The Internet cookie has crumbled, and market researchers are scrambling for alternatives.
This isn’t the kind of cookie you buy online and eat, it’s the name for the technique researchers have used for years to track your online data.
When you visit a website, the site will attach a “cookie” to your computer.
This little line of code provides the website with the means to recognize your computer when you visit the site again. This is often how email sites remember your login name and password, shopping sites bring up recently viewed items and how weather sites recall the zip code you entered the last time.
Cookies may sound useful and harmless, at least until advertisers enter the picture. According to BBC News, advertisers and marketing firms have been found to implant “third party cookies” or “tracking cookies” into web browsers.
These cookies keep track of every site you visit, and then the data is used to create tailored advertisements based on your visited websites and searches.
For example, if you search Amazon.com for hiking boots and then log onto Facebook and see advertisements for hiking gear, it’s because a third-party cookie was placed onto your computer.
According to The Daily Mail, researchers found that “During one 15-minute surfing period, one investigator’s computer was inundated with 600 cookies, 350 of which were the tracking variety.”
Many consumers have recognized the advertiser’s enthusiastic use for the cookie — a variety of web browsers, such as Safari, Mozilla Firefox and Google Chrome now offer an easy option to turn off cookies.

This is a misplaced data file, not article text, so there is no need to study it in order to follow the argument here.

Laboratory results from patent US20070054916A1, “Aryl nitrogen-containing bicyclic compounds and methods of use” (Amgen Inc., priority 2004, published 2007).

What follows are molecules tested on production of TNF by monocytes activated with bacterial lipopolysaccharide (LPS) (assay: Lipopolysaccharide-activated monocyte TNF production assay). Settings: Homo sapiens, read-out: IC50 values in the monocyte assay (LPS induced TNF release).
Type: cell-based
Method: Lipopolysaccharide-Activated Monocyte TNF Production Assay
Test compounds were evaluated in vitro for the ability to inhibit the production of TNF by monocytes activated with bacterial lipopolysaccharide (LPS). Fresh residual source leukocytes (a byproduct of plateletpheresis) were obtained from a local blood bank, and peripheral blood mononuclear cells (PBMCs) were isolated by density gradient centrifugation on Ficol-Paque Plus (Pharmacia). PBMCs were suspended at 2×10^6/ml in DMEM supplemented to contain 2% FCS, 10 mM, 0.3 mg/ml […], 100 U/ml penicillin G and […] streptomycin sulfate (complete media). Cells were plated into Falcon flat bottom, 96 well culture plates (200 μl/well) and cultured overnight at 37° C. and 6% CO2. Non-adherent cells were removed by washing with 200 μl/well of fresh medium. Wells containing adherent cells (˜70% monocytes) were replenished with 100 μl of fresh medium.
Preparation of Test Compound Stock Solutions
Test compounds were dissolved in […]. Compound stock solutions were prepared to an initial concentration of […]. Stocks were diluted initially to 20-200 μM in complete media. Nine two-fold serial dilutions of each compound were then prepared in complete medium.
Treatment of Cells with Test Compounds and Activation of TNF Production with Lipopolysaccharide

As a result, the cookie is beginning to die out.
According to The Wall Street Journal, the slow death of the cookie has not led marketers to give up on Internet tracking. Instead, they are exploring new options.
One of these new options is called “device identification.” This method would mean that instead of attaching a cookie to the web browser, a tracking mechanism would be implanted in the device itself.
Manufacturing companies themselves would implant tracking devices on computers, smartphones, tablets and other Internet accessing equipment. Thus, manufacturers would have the power to obtain the information first, and then they could sell what they gather to third party marketing firms.
There is no word on whether consumers will be able to “opt out” of device identification if it is implemented.
A second option, according to the Interactive Advertising Bureau, is to use cloud targeting. It is unclear whether this method will be successful.
It would mean that instead of trying to collect the data on one device or web browser, companies would try to target the consumer’s entire “cloud” of information.
A “cloud” is when a group of computers or devices use the Internet to store all of their information in the same location instead of storing it on their hard drives.
On a commercial scale, many companies use cloud computing to store massive amounts of data, which can be accessed by all employees. On a personal level, you can use cloud computing to be able to access data on all of your devices.
For instance, Apple offers a cloud option in which all data saved on your iPhone, iPad and Mac computer goes to a cloud, and then can be accessed from any of your Apple devices.
If marketers choose to target the cloud, they may run into problems with storing the huge amounts of data they can collect.
Additionally, there is no indication of how consumers will be able to protect their information from those who target the cloud.
The method companies will ultimately choose to continue tracking consumers online is unknown.
But one thing is clear — the cookie is dying out.